Requesting, tracking, collecting, and chasing lien waivers is a pain in a neck, and it’s a pain for everyone in the construction payment chain. Construction lenders, property developers, general contractors, and subcontractors are all juggling this intricate and misunderstood process.
And the worst part? It gets in the way of everyone’s payment on a job.
Cash flow is a problem for virtually everyone in the industry, and payment takes a long, long time. The lien waiver tracking and collection process is a big reason why.
- Do you want to make this process easier and faster?
- Want to better understand why you’re chasing these pesky documents around in the first place?
- Want a simple lien waiver tracking spreadsheet or technology to reduce your headaches?
Then read on. This comprehensive article will explain everything you need to know about requesting, collecting, tracking, and managing lien waivers, and walk you through the best practices that can save you time, headache, and make the job of construction payments faster.
Table of Contents
#1) Know What You’re Looking For When Tracking Lien Waivers
The first step to requesting and tracking lien waivers is simply knowing what you need, and who you need it from.
It’s surprising how much time and energy is spent chasing around unneeded lien waiver documents! Since the lien waiver concept is so complicated, there is a ton of misinformation and misunderstanding out there. It’s common for stakeholders to take a “shotgun approach” to lien waiver compliance and go overboard with requirements.
As we’ll explore in this article, the shotgun approach can do more harm than good for two reasons. First, it makes the process more complicated, time-consuming, and ripe for error. And second, the “include everything under the sun” approach can actually run afoul of state restrictions, rendering worthless all the work collecting these documents.
The Biggest Misconception About Collecting Lien Waivers
The biggest misconception about lien waivers breaks down into these 2 false beliefs:
False Belief #1: If you get a lien waiver from a contractor it protects you against lien claims from that contractor’s subs/vendors/suppliers.
The graphic on the right does a nice job of explaining how lien rights actually work, and it can be downright scary. In the graphic’s example, an owner can pay the general contractor (and get a waiver), and a general contractor can pay the subcontractor (and get a waiver)…But, if the subcontractor fails to pay the supplier, the supplier can file a lien and make the owner pay for the work. The lien waivers collected from the general contractors and subcontractors are absolutely useless against the supplier’s claim!
This false belief is dangerous because it leads companies into breaking their back in collecting lien waivers from some people on the job (i.e. those they know) thinking the waivers will protect them from others on the job (i.e. those they don’t know). We explored this challenge more completely in the article, Contractors: Collecting Lien Waivers From Your Direct Subs Isn’t Enough.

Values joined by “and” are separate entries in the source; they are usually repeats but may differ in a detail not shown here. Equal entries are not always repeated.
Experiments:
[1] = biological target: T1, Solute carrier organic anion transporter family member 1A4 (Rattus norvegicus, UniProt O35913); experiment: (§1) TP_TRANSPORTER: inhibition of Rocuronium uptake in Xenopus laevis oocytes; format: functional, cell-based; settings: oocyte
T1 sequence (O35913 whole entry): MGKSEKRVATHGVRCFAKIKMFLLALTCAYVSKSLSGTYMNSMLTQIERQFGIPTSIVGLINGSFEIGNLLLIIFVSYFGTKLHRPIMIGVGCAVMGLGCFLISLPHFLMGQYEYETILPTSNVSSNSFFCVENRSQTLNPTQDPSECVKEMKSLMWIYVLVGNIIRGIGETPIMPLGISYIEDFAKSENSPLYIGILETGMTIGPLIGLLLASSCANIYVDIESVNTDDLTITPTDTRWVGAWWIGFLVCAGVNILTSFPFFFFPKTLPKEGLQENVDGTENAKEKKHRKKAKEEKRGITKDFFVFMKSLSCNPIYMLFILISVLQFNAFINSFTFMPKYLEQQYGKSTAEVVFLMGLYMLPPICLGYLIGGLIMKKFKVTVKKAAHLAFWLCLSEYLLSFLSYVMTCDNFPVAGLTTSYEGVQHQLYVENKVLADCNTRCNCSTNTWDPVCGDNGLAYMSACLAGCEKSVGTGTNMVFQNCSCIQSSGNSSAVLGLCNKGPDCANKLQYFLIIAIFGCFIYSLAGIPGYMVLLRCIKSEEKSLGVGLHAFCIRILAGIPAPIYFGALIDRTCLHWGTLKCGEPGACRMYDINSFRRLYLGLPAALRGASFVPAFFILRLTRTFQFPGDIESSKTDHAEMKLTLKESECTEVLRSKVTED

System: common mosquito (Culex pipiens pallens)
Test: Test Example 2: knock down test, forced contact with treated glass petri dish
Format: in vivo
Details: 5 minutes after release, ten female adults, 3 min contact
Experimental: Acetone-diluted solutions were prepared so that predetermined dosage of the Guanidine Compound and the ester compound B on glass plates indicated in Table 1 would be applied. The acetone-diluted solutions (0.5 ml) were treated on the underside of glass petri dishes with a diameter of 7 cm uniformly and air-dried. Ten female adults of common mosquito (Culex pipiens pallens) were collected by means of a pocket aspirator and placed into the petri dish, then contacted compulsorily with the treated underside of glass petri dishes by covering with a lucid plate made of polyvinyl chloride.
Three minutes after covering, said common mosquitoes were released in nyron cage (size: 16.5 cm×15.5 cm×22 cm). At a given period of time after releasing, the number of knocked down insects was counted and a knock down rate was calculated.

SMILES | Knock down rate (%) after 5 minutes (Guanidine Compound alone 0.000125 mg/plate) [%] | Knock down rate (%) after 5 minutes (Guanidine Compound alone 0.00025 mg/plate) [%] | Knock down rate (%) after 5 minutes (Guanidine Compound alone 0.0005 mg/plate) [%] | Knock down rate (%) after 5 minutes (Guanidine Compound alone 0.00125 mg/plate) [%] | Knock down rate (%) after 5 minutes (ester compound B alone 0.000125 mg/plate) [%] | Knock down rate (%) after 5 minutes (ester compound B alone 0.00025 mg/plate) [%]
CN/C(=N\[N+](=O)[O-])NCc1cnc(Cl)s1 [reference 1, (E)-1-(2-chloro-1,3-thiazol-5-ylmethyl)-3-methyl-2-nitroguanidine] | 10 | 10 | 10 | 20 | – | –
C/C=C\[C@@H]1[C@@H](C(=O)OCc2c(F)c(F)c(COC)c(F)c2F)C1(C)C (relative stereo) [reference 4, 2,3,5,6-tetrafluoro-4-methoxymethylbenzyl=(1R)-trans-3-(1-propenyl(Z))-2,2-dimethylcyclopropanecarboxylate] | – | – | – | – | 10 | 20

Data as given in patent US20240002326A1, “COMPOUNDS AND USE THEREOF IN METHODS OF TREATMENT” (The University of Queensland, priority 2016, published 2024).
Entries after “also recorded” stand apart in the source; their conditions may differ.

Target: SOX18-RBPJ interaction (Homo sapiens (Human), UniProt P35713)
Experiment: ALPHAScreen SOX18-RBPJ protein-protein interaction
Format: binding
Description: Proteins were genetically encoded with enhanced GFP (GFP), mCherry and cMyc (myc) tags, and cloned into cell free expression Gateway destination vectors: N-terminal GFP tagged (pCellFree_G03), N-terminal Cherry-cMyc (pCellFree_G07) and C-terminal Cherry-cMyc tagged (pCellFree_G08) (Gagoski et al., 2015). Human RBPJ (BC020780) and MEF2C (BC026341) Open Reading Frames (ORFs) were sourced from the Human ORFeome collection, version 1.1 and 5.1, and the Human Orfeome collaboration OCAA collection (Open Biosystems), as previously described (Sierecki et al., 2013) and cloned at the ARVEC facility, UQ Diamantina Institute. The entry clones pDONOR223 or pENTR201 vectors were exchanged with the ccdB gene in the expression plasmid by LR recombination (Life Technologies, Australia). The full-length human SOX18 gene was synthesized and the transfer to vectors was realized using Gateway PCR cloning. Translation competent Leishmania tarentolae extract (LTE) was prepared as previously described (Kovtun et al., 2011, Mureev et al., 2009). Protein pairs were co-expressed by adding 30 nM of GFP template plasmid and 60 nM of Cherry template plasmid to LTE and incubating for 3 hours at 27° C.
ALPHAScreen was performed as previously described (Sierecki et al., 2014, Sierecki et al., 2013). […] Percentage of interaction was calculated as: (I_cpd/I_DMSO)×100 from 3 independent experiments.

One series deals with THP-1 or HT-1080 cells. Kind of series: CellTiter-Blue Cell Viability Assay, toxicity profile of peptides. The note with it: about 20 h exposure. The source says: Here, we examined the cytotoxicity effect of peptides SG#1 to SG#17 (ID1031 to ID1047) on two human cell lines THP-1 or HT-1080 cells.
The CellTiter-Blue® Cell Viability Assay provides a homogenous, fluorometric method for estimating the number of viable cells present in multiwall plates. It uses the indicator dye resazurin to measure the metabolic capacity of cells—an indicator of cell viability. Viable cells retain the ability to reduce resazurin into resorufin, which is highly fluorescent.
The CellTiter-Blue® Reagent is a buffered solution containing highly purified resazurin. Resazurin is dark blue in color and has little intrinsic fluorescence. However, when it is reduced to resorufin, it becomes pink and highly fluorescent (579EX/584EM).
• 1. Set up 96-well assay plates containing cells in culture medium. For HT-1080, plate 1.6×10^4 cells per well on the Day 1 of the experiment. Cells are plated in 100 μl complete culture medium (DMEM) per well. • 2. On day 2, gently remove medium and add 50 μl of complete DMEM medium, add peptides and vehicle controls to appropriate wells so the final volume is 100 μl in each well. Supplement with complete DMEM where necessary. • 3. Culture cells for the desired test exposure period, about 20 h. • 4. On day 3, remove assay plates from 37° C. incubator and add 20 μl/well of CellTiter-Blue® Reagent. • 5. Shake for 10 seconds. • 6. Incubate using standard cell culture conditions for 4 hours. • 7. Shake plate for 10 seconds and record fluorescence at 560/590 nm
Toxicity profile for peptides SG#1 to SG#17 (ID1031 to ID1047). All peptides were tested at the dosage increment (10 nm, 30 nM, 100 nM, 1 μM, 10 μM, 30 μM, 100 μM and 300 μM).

False Belief #2: You need to collect lien waivers from contractors/subs/suppliers that you hire.
Lots of time and energy goes into tracking and collecting lien waivers from companies that you hire directly. But think about it — you don’t need a lien waiver from someone you are directly paying. As we explored in more detail in our Ultimate Guide to Lien Waivers, lien waivers are simply a “receipt” that payment has been made. If you are actually making the payment to a contractor or supplier directly (including through a joint check), then it’s simply unnecessary to get a lien waiver from that party. You don’t need the lien waiver receipt to prove you paid them…you have direct proof that you paid them, and that will protect you against them filing a lien.
With regards to a homeowner, when requesting a lien release upon each payment made to the contractor, it's recommended by government agencies (Contractors Boards) to also request a lien release from the subs and material suppliers who performed work or materials for that part of the work for...
Hello, I am new to lien waivers and I discovered an error on a waiver that was sent to a customer. It’s a Chicago title partial waiver. The top half of the waiver has final waiver language. However it’s dated only through what we have been paid. The...
Hello, I am building a house in Texas and the builder has his own cabinet maker and Installer. I am wanting to use my own cabinet maker to make and install the cabinets. The builder wants a lean release from my Cabinet Maker to release Builder from any...